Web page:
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2012: Y'all

“Rick Santorum won the Kansas caucuses in a rout on Saturday and Republican presidential front-runner Mitt Romney countered in Wyoming, a weekend prelude to suddenly pivotal Southern primary showdowns in the week ahead,” the Boston Globe writes. “Gingrich, struggling for survival in the race, can ill afford a loss in either Mississippi or Alabama. Romney is seeking a Southern breakthrough to demonstrate an ability to win the support of evangelical voters. For his part, Santorum hopes to knock Gingrich out of the race and finally emerge as Romney's sole challenger from the right.

The New York Daily News puts it this way: “Rick Santorum snagged another Midwestern triumph Saturday — even as Mitt Romney continued his steady collection of delegates.”

GINGRICH: “In talk show appearances Sunday, Gingrich attacked Santorum for his economic policies, and said he will not drop out and give Santorum a chance to go head to head with former Massachusetts Governor Mitt Romney,” the Boston Globe notes, adding, “Santorum and Gingrich were both in Mississippi on Sunday, and both plan to travel to Alabama on Monday. Romney campaigned in Mississippi and Alabama Thursday and Friday.”

“Newt Gingrich will be fighting for his political life — or at least for the survival of his presidential campaign — when Republican voters in Alabama and Mississippi go to the polls Tuesday,” The Hill writes. “Gingrich needs to win at least one, and perhaps both, of the Deep South states if he is to sustain the only credible remaining argument for his candidacy: that the region at the cultural heart of the GOP is behind him.”

Gingrich said of Alabama and Mississippi on Fox: “I think we’ll win both. We’re campaigning very aggressively in both states.”

Gingrich plays network executive.

ROMNEY: The New York Post: “It’s all adding up for Mitt Romney. Top Republicans yesterday said the former Massachusetts governor has amassed so many delegates that he’s destined to be the GOP presidential nominee.”

The New York Daily News looks at the challenges for Romney in the South.

The Natural: Romney in Mississippi Friday: “Morning, y’all. I got started right this morning with a biscuit and some cheesy grits. I’ll tell you, delicious!”

Obama campaign adviser Robert Gibbs, who is from Alabama, reacted to the comments on CBS’s Face the Nation: "I wouldn't normally give Republicans, particularly Mitt Romney advice, but as a Southerner I will tell him that stuff doesn't really go over well in the Deep South.”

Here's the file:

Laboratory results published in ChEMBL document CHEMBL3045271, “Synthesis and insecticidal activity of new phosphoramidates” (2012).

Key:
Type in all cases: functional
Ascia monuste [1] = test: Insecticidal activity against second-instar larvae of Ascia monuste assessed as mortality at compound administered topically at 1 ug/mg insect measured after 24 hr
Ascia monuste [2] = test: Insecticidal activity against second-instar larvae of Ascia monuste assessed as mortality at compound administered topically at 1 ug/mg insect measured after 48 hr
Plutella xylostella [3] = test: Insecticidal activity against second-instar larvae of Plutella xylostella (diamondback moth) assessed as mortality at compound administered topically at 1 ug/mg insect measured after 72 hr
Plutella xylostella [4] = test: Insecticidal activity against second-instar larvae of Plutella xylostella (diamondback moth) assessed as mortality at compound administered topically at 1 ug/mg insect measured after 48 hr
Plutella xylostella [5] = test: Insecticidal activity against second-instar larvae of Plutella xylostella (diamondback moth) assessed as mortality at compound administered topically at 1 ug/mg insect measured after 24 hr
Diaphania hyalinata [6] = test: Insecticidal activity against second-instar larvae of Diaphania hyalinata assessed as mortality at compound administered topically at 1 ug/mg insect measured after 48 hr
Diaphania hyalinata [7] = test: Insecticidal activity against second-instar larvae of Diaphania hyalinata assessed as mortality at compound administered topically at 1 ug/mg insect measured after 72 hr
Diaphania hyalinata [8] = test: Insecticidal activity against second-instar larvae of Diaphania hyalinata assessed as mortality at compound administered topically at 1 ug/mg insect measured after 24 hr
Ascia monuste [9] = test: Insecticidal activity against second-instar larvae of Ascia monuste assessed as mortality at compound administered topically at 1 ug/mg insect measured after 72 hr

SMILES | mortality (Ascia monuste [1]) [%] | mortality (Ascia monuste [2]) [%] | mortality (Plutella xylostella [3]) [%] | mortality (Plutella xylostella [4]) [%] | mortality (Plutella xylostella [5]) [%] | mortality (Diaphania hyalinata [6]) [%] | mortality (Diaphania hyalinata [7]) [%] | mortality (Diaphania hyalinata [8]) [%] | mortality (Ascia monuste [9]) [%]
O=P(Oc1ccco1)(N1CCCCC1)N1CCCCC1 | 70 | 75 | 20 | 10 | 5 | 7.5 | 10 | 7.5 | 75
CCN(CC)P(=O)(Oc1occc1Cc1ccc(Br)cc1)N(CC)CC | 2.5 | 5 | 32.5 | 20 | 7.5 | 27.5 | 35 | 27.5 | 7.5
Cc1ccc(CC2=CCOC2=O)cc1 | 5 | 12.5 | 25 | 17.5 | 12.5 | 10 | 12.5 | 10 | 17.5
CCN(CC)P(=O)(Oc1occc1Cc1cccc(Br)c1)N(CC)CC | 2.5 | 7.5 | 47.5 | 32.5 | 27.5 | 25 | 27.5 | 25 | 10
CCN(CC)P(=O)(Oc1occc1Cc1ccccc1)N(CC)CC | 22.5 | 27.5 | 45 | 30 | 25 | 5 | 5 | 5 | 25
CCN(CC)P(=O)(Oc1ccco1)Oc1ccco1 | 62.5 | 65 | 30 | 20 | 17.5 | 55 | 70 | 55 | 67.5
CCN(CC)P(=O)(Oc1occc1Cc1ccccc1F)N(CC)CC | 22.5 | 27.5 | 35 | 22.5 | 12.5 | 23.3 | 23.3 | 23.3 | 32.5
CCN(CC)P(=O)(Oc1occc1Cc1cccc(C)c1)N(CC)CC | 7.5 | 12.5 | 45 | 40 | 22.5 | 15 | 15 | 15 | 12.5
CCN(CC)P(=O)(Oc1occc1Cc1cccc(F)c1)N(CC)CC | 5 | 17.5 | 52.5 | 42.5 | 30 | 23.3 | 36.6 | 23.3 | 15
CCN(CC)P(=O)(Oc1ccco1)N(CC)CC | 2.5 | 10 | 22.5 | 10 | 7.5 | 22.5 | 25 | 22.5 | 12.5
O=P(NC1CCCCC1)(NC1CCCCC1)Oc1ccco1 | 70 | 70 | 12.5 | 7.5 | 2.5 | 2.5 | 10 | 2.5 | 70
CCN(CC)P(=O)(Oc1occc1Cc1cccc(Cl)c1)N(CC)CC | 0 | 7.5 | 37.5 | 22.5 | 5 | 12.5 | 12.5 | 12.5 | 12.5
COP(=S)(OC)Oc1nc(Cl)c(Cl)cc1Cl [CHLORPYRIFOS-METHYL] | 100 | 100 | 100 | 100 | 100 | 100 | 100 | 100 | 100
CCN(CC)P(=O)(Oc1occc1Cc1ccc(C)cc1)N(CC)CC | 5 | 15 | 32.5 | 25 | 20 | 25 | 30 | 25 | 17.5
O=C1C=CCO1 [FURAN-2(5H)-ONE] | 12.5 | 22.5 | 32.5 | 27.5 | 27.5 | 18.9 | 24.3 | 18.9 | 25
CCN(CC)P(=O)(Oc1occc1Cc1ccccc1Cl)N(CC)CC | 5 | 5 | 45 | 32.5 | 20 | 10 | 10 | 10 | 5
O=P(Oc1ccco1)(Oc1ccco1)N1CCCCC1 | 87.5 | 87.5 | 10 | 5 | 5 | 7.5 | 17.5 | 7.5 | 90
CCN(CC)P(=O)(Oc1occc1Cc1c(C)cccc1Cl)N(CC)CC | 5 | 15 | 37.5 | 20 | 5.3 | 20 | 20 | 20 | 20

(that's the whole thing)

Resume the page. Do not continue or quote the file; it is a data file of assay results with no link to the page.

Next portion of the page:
John McCain, a Romney backer, says everyone should “lighten up” about Romney’s sudden Southern affect. And the Washington Examiner notes that Obama said he liked grits, too.

You might be a redneck if… you back Mitt Romney? “In an effort to win over Southern voters, Mitt Romney will campaign with comedian Jeff Foxworthy in Alabama and Mississippi Monday,” The Hill writes.

Political Wire had this as its quote of the day Friday: "I'm not really a politician." -- Mitt Romney, quoted by National Journal, then correcting himself: "I guess I kinda am, because I was governor for four years and I've run for office. But my heart is a conservative businessman."

CNN notes Romney being asked about Mormonism in Alabama.

SANTORUM: “Rick Santorum built his presidential candidacy on the premise that he is very different than wealthy, establishment front-runner Mitt Romney, that he is someone who has faced the plights of the average American. Among the hardships Santorum claims to share is an underwater mortgage, the kind that's forcing millions from their homes,” the Washington Examiner says. “But the Republican presidential contender's housing situation is quite unlike the one so many other Americans actually face, according to experts and documents obtained by The Washington Examiner. Santorum bought his $2 million, five-acre home in the tony Washington suburb of Great Falls, Va., in August 2007 through a trust in a deal aided by a high-profile tax lawyer who serves as an officer for one of the largest homebuilders in the country.”

More: “Tax assessments show a nearly 25 percent drop in the house's value since its peak in early 2008 just after Santorum purchased it. Yet, while most underwater homeowners can't get refinancing needed to save their homes, Santorum got several new loans at reasonable rates over the years. And while millions already lost their homes or risk that daunting prospect, Santorum faces no such threat.”

He wouldn’t say on Meet the Press if Gingrich should get out: “I didn’t ask Speaker Gingrich to get in, I’m not going to ask him to get out.” But he also said, “I'd like everybody to get out.”

Maybe Gingrich would take being VP?